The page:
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Totnes: Britain's town of the future

Totnes: Britain's town of the future

Totnes in Devon might be the most forward-thinking eco settlement in the world. As fossil-fuel reserves dwindle and the economy contracts, will resident-led Transition Towns become the way that we all live?
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Transition initiative, which attempts to provide a blueprint for communities to enable them to make the change from a life dependent on oil to one that functions without, seems to me one of the most viable and sensible plans we have for modern society. I write this on the day it is announced that the UK economy shrank by a "shock" 0.5% in the last quarter of 2010. Everyone is blaming the weather. Hopkins isn't. Neither is he particularly shocked.

"I think the unravelling of the debt bubble has only really started," he says. "Up until 2008 it was all about a growing economy and cheap energy. Then we had expensive energy plus economic growth, then we had cheap energy and economic contraction. So the next phase is volatile energy and economic contraction. It's not rocket science."
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Ben Brangwyn, a relatively recent arrival to Totnes who was to become co-founder of the Transition Network was sold as soon as he heard Hopkins giving a lecture. "It was pretty clear to me, having studied re-localistion efforts around the world, that what Rob and his students had developed in Kinsale was pretty much the smartest bottom-up response to climate change and peak oil that we had seen," says Brangwyn. He wasn't the only person that thought so. Word that there was a man with an actual plan had spread fast and Hopkins was deluged by interest from all over the world. It was clear his ideas needed to be worked up into a more formal movement. "The leap of brilliance in the energy plan was the idea that you can segregate responses to these pressures into energy, food, education, use of transport, local economics, etc," explains Brangwyn. "That's one of the secrets of transition: anybody who has a passion can find a place."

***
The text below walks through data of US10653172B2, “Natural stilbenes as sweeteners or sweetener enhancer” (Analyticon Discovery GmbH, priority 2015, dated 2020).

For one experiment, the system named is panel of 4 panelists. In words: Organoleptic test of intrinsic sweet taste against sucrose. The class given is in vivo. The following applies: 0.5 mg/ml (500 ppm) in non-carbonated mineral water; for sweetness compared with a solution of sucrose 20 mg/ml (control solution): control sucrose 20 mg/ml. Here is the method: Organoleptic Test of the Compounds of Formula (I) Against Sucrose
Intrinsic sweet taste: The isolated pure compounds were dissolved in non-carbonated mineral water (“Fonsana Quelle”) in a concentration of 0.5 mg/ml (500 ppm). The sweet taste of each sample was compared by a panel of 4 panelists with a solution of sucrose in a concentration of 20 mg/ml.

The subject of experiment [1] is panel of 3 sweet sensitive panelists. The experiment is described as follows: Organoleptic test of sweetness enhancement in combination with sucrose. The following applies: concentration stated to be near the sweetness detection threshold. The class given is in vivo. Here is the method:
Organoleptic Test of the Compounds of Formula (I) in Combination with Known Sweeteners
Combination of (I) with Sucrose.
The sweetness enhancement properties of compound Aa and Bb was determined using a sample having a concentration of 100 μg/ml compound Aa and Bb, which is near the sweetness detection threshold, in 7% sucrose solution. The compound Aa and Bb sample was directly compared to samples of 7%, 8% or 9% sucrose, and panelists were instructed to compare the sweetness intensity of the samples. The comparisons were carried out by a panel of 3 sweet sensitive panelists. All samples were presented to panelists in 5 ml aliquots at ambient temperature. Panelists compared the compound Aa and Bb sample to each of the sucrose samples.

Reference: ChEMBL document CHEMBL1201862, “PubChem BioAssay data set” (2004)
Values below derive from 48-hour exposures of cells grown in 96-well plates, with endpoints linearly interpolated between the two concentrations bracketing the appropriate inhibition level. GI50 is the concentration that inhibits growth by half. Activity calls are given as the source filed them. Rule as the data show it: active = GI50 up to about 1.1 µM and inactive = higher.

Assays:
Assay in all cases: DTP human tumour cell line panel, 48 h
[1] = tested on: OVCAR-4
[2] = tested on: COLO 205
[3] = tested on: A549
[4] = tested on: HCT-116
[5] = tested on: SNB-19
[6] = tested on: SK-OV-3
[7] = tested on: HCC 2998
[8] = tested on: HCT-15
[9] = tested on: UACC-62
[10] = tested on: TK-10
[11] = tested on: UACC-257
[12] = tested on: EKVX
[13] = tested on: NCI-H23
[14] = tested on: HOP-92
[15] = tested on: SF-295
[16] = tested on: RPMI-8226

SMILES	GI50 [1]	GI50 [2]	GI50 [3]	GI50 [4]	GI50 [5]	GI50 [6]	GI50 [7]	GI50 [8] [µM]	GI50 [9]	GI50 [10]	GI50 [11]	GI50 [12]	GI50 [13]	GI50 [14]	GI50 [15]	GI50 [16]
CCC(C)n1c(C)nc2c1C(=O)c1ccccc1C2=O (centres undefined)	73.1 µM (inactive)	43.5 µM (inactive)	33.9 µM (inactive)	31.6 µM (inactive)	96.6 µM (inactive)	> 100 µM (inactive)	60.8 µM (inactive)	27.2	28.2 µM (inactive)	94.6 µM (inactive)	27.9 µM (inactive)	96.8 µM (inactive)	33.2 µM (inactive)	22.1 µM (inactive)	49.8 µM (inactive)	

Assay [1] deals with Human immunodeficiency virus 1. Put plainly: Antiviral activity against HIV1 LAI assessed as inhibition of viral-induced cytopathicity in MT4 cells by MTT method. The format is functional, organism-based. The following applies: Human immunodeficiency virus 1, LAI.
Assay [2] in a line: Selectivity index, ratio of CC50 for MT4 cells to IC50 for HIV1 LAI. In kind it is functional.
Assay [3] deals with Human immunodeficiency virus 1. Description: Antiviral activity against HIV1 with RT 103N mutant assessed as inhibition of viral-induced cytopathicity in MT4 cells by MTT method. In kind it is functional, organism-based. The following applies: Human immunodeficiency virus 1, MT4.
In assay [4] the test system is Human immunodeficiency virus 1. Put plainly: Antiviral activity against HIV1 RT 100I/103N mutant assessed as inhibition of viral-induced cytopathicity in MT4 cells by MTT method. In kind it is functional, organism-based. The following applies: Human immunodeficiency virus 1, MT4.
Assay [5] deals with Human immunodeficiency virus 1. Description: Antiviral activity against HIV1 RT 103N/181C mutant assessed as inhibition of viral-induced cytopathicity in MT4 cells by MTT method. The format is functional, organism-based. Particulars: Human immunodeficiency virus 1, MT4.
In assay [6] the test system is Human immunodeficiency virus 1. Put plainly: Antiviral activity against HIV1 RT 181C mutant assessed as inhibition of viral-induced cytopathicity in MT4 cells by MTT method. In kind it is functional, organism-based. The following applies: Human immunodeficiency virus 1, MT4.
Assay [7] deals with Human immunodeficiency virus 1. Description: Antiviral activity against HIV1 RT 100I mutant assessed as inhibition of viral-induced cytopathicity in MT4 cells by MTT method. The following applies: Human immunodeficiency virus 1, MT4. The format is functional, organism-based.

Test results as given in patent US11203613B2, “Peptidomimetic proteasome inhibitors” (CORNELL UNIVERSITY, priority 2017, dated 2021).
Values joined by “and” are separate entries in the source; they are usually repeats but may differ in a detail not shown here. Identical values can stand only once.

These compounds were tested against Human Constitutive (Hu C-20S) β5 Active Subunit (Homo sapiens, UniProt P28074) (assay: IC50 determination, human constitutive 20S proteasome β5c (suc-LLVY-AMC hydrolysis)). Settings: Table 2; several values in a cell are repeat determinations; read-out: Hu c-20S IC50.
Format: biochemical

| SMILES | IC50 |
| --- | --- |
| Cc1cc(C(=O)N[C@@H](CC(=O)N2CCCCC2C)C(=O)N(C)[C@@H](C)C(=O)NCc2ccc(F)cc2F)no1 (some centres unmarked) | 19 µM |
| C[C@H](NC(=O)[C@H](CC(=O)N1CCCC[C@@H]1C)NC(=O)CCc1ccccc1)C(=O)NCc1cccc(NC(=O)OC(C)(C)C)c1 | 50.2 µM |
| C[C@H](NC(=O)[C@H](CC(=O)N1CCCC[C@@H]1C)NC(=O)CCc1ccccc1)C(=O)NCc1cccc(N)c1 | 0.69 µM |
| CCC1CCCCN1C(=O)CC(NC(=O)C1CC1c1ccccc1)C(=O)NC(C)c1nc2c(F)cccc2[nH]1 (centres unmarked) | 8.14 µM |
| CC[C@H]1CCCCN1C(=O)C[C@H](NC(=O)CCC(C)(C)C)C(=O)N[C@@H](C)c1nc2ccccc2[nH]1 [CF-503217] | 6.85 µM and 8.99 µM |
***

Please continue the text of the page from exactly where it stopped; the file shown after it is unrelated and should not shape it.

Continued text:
"It's not my movement," Hopkins explains, clearly uncomfortable at being portrayed as the face of the Transition Towns movement. "We're not Coca-Cola, we don't send out a franchise model. It's up to individual communities to interpret Transition however it works best."
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The Transition movement works on the basis that if we wait for government to act on issues such as climate change we'll be waiting until hell freezes over; and if we only act as individuals, that's too little. So it's working together as communities where the real change will happen.
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Hopkins is keen to stress that this is very different to David Cameron's interpretation of localism, devolving power from central government. "It doesn't mean putting a big fence up around Totnes and not letting anything in or out. It doesn't mean Totnes will be making its own laptops and frying pans. But it means in terms of food, building materials, a lot more of that can be done locally. Which in turn makes the place much more resilient to shocks from the outside."

And funnily enough Transition principles seem to appeal to politicians. As the Guardian journalist Madeleine Bunting put it, in May 2009: "If you want to catch a glimpse of the kinds of places outside the political mainstream where that new politics might be incubated, take a look at the Transition movement. Ed Miliband… was one of the first to spot its potential… and last year The Transition Handbook came fifth in MPs' lists of summer reading… The Transition movement is engaging people in a way that conventional politics is failing to do." But what of David Cameron's coalition government? "I think Transition could be part of a genuine Big Society," says Hopkins, "but only where initiatives really give power and assets to the community."
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John Crisp, a local farmer who in his spare time heads up Transition Town's new Food Hub project, is keen to point out that the vision extends beyond nuts and that, come April, Totnesians will be able to order their weekly shop online and collect it on a Saturday from the local school. "This is an initiative that connects local farmers to Transition, automatically engaging us with the farming community, of which I am one. And consumers get to buy local produce at prices comparable to those at the supermarket. Our overheads are so small that while shops and supermarkets charge a 30-40% mark up, we'll be at 10%. Meanwhile we give producers a fair return for their produce – more than they would get anywhere else."

More change is coming. Totnes Renewable Energy Society (TRESOC), an offshoot of TTT, has two applications in for wind turbines on nearby Kingsbridge hill and recently issued shares so Totnesians will be able to power-down, saving their own energy. And the TTT has designs on the old Dairy Crest building near the station as part of its bid to get more assets into community ownership.

Full article here: http://www.guardian.co.uk/environment/2011/feb/06/totnes-transition-town...